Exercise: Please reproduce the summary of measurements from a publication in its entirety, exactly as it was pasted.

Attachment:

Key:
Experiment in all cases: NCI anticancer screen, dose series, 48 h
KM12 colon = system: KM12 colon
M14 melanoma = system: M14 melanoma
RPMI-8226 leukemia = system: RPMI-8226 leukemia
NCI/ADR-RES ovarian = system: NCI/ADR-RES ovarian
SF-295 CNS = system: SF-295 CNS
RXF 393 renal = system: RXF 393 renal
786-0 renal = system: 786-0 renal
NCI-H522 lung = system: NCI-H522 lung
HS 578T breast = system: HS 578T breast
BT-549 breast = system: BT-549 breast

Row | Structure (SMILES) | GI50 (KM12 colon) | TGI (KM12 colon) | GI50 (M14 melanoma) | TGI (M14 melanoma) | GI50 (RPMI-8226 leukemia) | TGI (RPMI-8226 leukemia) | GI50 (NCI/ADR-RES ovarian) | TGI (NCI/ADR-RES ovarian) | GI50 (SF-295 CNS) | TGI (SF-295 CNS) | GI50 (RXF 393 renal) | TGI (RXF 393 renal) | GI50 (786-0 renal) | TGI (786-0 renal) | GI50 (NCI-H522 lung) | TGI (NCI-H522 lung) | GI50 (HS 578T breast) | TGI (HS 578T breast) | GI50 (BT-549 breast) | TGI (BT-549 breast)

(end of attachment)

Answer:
Key:
Experiment in all cases: NCI anticancer screen, dose series, 48 h
KM12 colon = system: KM12 colon
M14 melanoma = system: M14 melanoma
RPMI-8226 leukemia = system: RPMI-8226 leukemia
NCI/ADR-RES ovarian = system: NCI/ADR-RES ovarian
SF-295 CNS = system: SF-295 CNS
RXF 393 renal = system: RXF 393 renal
786-0 renal = system: 786-0 renal
NCI-H522 lung = system: NCI-H522 lung
HS 578T breast = system: HS 578T breast
BT-549 breast = system: BT-549 breast

Row | Structure (SMILES) | GI50 (KM12 colon) | TGI (KM12 colon) | GI50 (M14 melanoma) | TGI (M14 melanoma) | GI50 (RPMI-8226 leukemia) | TGI (RPMI-8226 leukemia) | GI50 (NCI/ADR-RES ovarian) | TGI (NCI/ADR-RES ovarian) | GI50 (SF-295 CNS) | TGI (SF-295 CNS) | GI50 (RXF 393 renal) | TGI (RXF 393 renal) | GI50 (786-0 renal) | TGI (786-0 renal) | GI50 (NCI-H522 lung) | TGI (NCI-H522 lung) | GI50 (HS 578T breast) | TGI (HS 578T breast) | GI50 (BT-549 breast) | TGI (BT-549 breast)